Stefan Rahmstorf
Stefan Rahmstorf

Stefan Rahmstorf has a unique ability to explain science in a highly understandable yet accurate way to diverse audiences, from children to government ministers. He has perfected this ability in writing hundreds of blog articles: He was cofounder of RealClimate in 2005 and the German KlimaLounge blog in 2008. His articles are devoted to public understanding of research in the best sense: They do not merely explain results but showcase the scientific method, the way scientists think. He takes his audience seriously in not “dumbing down” the science but using every opportunity to deepen their understanding.

Stefan is remarkable in the breadth of the topics of which he has a firm grasp, not only in his popular writing but also in his research: paleoclimate, ocean circulation, sea level, extreme weather events, global temperature evolution, and more. His scientific publication record is outstanding; he has been honored for his scientific work by being elected a Fellow of AGU in 2010. He has played an important role in advancing both the scientific and public debates on the issues of sea level rise, the slowdown of the Gulf Stream system, and the impact of global warming on increasing extreme weather events.

He has (co)authored four popular books. The Climate Crisis (with David Archer) explains the findings of the Intergovernmental Panel on Climate Change in plain language, lavishly illustrated. Our Threatened Oceans (with Katherine Richardson) provides a highly readable overview of the state of the world ocean. His first book, Der Klimawandel (with me), was published also in Korean, Vietnamese, Russian, and Arabic and as an audiobook. Stefan is a father of two, and his latest book is the award-winning children’s book Wolken, Wind und Wetter.

Stefan has acted as a mentor to many young scientists, encouraging and helping them to speak to the media or write their first blog post. He has advised the German government as a member of the German Advisory Council on Global Change for 8 years. He is a sought-after public speaker, has appeared hundreds of times on radio and TV, and has written countless newspaper articles and commentaries, some of which have been translated into 15 languages. He has a large social media following and is regularly contacted by leading international media.

It was an honor for us to nominate him, and he rightly deserves to be the first scientist working outside the United States to receive the AGU Climate Communication Prize!

—Hans Joachim Schellnhuber, Potsdam Institute for Climate Impact Research, Potsdam, Germany


I am thrilled and humbled to receive this award! Let me first of all thank John Schellnhuber for being such a great communicator and role model and for supporting my climate communication work for more than 20 years now. I also thank those who supported this nomination. I could not do this work without a great network of colleagues around the world with whom I am in constant exchange of information and insights. Many would deserve this prize.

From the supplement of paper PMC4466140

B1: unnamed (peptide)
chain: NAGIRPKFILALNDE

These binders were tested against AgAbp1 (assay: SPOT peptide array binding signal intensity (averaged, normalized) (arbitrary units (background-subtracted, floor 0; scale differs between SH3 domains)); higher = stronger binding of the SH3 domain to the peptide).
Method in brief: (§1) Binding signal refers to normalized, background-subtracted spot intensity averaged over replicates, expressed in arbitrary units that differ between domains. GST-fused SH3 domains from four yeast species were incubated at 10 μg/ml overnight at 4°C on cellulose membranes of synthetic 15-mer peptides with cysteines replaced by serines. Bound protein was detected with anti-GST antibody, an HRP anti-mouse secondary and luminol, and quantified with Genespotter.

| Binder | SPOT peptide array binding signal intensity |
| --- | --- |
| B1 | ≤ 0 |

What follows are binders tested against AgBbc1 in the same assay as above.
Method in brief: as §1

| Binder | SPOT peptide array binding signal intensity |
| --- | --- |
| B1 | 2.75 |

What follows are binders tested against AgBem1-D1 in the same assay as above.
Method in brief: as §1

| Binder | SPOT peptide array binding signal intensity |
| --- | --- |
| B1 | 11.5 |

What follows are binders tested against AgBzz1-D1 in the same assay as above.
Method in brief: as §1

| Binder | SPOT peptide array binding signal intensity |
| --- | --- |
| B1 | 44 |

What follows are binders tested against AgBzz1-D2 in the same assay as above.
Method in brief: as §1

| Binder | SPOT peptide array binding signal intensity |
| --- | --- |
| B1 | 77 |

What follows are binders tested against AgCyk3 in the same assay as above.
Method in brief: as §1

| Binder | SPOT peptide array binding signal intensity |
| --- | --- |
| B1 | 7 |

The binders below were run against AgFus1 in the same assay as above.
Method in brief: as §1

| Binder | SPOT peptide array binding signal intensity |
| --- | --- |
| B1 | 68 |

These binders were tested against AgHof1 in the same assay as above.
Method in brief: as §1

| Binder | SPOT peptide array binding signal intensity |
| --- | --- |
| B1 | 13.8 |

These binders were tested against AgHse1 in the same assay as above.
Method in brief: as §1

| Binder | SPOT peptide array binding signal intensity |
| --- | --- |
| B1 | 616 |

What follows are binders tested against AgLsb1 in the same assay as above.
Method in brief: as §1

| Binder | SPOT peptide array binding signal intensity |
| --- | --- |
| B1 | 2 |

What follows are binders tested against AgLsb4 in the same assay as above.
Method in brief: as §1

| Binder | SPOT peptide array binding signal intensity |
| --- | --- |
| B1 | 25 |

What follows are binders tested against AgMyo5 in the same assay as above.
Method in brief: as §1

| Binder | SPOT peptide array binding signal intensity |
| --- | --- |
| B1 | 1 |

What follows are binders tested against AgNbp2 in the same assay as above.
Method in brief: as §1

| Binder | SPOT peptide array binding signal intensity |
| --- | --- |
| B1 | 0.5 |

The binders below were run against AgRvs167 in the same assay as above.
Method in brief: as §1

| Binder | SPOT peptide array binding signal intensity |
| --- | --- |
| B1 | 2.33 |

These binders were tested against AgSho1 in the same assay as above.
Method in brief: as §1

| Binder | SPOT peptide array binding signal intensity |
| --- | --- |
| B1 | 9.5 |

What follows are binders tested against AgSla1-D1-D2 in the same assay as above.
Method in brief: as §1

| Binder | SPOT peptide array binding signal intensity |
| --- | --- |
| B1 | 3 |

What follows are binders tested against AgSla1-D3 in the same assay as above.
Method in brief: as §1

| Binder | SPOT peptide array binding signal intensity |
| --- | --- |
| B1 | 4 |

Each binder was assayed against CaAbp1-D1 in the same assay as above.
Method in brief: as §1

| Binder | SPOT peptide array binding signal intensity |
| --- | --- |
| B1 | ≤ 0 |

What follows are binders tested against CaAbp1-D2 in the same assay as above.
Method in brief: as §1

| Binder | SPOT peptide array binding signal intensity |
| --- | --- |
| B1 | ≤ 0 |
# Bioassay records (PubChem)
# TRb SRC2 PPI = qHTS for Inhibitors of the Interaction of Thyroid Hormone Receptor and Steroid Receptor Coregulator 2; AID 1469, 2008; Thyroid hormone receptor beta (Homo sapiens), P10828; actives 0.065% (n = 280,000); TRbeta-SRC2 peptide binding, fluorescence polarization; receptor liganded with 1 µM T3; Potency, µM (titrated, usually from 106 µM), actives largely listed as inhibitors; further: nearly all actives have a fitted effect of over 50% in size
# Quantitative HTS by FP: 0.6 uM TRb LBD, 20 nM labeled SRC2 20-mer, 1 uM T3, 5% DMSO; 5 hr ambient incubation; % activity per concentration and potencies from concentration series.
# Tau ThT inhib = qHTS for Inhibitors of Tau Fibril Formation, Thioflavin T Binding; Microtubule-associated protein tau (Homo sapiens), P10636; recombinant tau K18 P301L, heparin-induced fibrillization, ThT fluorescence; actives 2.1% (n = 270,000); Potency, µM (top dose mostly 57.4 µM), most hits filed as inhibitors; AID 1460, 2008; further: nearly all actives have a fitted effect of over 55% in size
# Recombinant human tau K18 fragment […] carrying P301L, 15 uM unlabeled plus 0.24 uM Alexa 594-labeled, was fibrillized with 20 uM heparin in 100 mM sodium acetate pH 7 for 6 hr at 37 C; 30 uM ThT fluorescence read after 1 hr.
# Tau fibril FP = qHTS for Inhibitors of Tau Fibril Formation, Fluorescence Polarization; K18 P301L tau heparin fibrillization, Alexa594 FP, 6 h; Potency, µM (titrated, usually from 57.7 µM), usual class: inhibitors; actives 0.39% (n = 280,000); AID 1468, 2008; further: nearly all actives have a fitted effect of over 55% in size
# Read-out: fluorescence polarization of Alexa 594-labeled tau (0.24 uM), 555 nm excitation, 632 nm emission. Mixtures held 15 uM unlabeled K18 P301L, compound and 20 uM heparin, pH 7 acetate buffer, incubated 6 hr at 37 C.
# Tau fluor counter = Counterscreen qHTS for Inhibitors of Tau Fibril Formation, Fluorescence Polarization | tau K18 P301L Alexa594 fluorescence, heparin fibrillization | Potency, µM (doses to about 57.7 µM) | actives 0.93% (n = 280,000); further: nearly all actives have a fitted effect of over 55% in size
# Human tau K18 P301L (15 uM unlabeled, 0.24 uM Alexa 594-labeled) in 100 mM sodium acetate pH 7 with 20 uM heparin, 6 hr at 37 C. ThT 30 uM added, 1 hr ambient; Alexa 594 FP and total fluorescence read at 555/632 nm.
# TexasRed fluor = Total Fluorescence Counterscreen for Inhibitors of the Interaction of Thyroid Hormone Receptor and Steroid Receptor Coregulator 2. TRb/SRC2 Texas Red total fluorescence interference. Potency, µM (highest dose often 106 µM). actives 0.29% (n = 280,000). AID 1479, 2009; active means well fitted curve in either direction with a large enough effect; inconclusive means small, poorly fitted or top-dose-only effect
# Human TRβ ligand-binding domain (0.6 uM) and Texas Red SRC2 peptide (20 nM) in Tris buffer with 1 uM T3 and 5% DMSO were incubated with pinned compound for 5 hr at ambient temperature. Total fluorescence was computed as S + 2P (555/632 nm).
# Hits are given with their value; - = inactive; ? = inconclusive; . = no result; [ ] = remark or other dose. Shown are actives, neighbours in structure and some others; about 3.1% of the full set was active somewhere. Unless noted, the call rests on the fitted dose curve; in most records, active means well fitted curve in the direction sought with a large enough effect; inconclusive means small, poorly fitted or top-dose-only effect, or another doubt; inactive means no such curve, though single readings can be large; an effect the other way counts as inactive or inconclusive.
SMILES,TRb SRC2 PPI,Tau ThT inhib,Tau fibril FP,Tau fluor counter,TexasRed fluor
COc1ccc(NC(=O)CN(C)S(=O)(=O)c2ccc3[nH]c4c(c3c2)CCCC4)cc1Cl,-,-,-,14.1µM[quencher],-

We all share a passion for science. But in addition to that, we are driven by deeply caring for humanity and by the conviction that scientific insight and foresight can prevent avoidable human suffering. Climate change is not just an “environmental” issue; it is foremost a massive problem for human society. A stable climate is a foundation of human civilization. Without it, we could not rely on harvests to feed us every year or build lasting cities on the oceans’ shores. Two centuries of climate science have established beyond reasonable doubt that human activities are causing a global warming that is about to catapult us well out of the stable Holocene climate of the past 10,000 years, the period during which human civilization thrived.

Those who understand this threat to humankind have a duty to speak up. All the more so as there are powerful interests on the other side whose income depends on the general public not understanding the science and who have no scruples to go to great lengths to obfuscate scientific findings. This has been amply documented, for example, by the work of Harvard science historian Naomi Oreskes.

That shouldn’t deter us from talking truth to power—and to the ostriches, as last year’s winner of the AGU Climate Communication Prize, my good colleague Richard Alley, explains in his excellent video series How to Talk to an Ostrich. It’s not enough to do good science. As atmospheric scientist and Nobel laureate Sherwood Rowland was quoted as saying in the 1986 New Yorker article “Annals of Chemistry: In the Face of Doubt” by Paul Brodeur, “What’s the use of having developed a science well enough to make predictions if, in the end, all we’re willing to do is stand around and wait for them to come true?”

So I would like to encourage many more climate researchers to get engaged in climate communication. You might even win a prize. But even more rewarding, you will likely help humanity navigate through the climate crisis with less suffering and loss.

—Stefan Rahmstorf, Potsdam Institute for Climate Impact Research, Potsdam, Germany


(2018), Stefan Rahmstorf receives 2017 Climate Communication Prize, Eos, 99, Published on 17 January 2018.

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